Our brains loooove instant gratification. Humans are wired to avoid short-term pain and chase short-term pleasure. This is why you fail to resist eating that yummy cake on your fifth day of diet (again), or why it’s so difficult to give up smoking. Small things that give us instant pleasure or delay discomfort, but don’t serve us long-term, are something we all occasionally give priority to. We sometimes lose sight of our more important goals and of our higher values. This is why, if we want to make wiser, healthier, more fulfilling choices, it’s crucial to keep revisiting them, so that we bring them back to the front of our mind and keep ourselves in check. Try to be present and act from a conscious, deliberate mind most of the time rather than letting automatic responses guide your behaviour. In other words – act as a pilot, not on autopilot.

personal values

Of course, not every activity you do will match your values. Sometimes you got to do what you got to do. However, to have that sense of meaning and fulfillment, like you’re doing something “right”, you need to be aware of your value system and try to spend most of your time doing things congruent with it. If you feel guilty or empty doing something, if you don’t find any meaning in it, perhaps these actions are not meeting your values, or even worse, are going against them.

Values can change over time. This is also why it’s essential to check in with yourself from time to time about what you value the most and if you’re acting in line with it. This can help remove those conflicting feelings that sometimes arise as a result of not staying true to yourself or not having your values clearly defined.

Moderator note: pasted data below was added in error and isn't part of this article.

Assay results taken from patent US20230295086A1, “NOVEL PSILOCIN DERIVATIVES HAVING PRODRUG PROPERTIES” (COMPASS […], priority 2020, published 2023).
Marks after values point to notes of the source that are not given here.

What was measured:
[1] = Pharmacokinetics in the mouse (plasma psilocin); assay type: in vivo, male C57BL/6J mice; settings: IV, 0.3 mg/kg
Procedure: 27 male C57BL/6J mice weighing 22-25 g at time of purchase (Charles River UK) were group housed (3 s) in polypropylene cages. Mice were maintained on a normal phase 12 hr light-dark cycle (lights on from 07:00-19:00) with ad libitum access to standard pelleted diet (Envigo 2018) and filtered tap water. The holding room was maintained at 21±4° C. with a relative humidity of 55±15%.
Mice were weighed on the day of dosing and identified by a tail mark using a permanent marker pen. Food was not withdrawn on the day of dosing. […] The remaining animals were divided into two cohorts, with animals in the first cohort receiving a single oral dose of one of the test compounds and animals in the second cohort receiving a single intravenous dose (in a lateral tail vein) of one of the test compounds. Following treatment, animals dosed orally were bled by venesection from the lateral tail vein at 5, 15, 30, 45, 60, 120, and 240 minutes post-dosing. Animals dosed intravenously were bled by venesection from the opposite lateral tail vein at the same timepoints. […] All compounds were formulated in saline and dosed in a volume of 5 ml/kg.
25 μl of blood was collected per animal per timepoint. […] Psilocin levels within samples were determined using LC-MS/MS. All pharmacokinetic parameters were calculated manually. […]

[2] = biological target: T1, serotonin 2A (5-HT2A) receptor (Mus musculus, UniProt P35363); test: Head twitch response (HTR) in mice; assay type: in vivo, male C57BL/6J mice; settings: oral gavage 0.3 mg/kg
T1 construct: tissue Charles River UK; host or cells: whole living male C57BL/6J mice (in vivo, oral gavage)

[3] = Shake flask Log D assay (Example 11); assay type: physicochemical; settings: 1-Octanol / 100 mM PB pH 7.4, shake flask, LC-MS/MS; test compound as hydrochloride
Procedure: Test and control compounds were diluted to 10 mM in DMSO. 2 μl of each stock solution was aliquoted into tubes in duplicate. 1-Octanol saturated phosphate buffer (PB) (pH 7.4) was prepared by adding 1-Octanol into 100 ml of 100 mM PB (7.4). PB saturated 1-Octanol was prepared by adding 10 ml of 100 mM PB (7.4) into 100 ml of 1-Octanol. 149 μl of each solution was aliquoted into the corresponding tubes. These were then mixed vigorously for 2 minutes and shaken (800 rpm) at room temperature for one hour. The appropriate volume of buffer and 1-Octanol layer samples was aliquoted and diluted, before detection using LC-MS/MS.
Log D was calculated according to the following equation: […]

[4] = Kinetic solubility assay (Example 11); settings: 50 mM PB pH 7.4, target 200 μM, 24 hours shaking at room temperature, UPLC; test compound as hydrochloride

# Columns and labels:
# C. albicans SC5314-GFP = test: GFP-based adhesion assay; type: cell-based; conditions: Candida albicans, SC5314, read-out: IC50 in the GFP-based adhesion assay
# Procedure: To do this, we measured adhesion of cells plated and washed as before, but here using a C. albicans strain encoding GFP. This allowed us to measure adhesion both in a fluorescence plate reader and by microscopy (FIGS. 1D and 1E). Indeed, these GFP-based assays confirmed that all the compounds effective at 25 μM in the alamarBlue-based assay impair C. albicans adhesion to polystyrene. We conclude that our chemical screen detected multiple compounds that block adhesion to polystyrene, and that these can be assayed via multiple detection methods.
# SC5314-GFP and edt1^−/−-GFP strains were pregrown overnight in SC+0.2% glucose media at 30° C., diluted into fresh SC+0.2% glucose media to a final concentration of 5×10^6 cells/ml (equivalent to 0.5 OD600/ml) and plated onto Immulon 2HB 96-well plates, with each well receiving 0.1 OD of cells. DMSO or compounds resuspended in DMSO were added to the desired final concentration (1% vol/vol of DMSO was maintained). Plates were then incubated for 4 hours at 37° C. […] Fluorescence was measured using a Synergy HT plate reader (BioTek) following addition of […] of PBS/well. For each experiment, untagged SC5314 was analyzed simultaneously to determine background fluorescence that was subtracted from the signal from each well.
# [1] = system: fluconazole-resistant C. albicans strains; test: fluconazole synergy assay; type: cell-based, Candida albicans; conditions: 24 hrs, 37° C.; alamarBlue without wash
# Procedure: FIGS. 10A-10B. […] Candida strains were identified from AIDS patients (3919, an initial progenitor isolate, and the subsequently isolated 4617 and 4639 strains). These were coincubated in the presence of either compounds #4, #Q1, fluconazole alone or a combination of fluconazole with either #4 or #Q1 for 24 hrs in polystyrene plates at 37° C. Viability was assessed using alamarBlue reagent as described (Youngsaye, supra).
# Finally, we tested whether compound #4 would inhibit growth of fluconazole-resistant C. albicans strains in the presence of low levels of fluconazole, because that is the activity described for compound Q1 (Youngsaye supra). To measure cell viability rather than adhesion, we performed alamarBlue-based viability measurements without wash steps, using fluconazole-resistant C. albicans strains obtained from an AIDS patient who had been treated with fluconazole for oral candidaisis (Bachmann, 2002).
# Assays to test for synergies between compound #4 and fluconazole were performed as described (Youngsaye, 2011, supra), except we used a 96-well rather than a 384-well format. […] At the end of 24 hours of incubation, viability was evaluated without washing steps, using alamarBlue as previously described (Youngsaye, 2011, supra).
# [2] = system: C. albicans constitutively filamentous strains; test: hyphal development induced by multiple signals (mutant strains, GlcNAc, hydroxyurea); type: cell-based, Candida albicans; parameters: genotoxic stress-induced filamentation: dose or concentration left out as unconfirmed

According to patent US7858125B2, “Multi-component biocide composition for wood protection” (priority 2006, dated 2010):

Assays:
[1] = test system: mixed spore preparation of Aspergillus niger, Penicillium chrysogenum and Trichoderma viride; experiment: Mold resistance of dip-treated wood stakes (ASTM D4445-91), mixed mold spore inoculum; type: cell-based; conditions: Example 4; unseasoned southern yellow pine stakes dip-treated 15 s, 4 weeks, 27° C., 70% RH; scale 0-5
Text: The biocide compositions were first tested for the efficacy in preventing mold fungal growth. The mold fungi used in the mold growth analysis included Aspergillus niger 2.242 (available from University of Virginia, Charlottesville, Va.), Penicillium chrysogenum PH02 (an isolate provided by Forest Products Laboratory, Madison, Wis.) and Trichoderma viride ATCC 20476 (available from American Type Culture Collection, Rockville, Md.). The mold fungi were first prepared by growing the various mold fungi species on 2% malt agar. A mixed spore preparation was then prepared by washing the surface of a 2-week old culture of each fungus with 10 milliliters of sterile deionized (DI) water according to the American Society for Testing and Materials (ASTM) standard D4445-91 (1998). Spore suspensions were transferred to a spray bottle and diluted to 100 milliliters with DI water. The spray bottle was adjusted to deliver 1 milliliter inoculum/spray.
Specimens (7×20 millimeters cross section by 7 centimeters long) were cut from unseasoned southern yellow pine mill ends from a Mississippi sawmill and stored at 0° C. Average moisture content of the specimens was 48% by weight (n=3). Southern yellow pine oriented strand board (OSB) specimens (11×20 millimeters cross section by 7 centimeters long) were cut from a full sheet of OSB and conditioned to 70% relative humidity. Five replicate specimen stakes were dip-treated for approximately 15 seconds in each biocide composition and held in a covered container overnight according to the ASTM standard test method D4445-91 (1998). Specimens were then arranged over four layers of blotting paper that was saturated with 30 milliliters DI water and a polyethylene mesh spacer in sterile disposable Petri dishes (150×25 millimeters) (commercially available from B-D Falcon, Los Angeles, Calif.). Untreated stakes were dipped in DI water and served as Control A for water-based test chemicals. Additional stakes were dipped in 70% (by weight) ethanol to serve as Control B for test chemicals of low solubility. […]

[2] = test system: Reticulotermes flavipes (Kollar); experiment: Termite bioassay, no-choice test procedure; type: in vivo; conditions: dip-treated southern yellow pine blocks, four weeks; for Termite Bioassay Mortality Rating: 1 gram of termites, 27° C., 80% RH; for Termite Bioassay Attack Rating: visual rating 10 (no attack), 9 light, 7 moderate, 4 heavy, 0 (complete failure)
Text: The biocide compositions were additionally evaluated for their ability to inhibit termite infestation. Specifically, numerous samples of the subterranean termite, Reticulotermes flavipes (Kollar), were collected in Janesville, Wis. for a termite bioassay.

What are your core values? Let us know in the comment section down below!

 

Sources:

https://www.psychologytoday.com/us/blog/the-modern-brain/201909/the-real-issue-instant-gratification

Dahlgaard-Park, S. M. (2012). Core values – the entrance to human satisfaction and commitment. Total Quality Management & Business Excellence, 23(2), 125-140.

Sagiv, L., Roccas, S., Cieciuch, J., & Schwartz, S. H. (2017). Personal values in human life. Nature Human Behaviour1(9), 630-639.

self-criticism

How To Deal With Self-Criticism

I’m going to mess up. 😳⠀

I’m so stupid.
😩⠀

I’m a failure.
😖⠀

I did well that time, but anyone could have.
🙄⠀

Does this kind of self-talk sound familiar?

In a world where we expect so much from ourselves, it’s easy to fall into a trap of not feeling good enough. The way we talk to ourselves when we fail to meet our or someone else’s expectations is important. In these situations, it makes a huge difference whether we provide some comfort, kindness, and encouragement to ourselves, or we turn to self-criticism. Unfortunately, too often, we choose the latter.

Where Does All This Self-Criticism Come From?

Self-criticism is an inner voice that takes a derogative stance when we don’t meet our expectations. It includes negative judgments of your abilities, physical appearance, intelligence, behaviour, even thoughts and feelings.

Rigidly demanding parents, teachers, culture or religion, unhealthy relationships, or friendships that undermined our confidence can all be the root of our self-criticism.

When we are young, we soak everything from our environment like a sponge; we learn about the world, about ourselves and other people from everything we see or hear. The messages important people in our lives send are crucial in shaping what we will believe and how we will behave. For example, if your parents had incredibly high expectations and harshly criticized you for every small mistake, their words may become an integral part of your inner voice, translated into self-judgment. They probably had good intentions – they wanted you to build working habits, to do well in school, to strive for achievement, and minimize mistakes, because they believed this would help you succeed in life and be happy.

This kind of self-talk was probably helpful to you at some point – in order to avoid punishment (both external, such as, for example, being forbidden to go out or watch TV for a month, and internal, which is more powerful – experiencing guilt and shame from failing to meet someone’s expectations), you did well, you achieved great things, and you derived a sense of pleasure from that.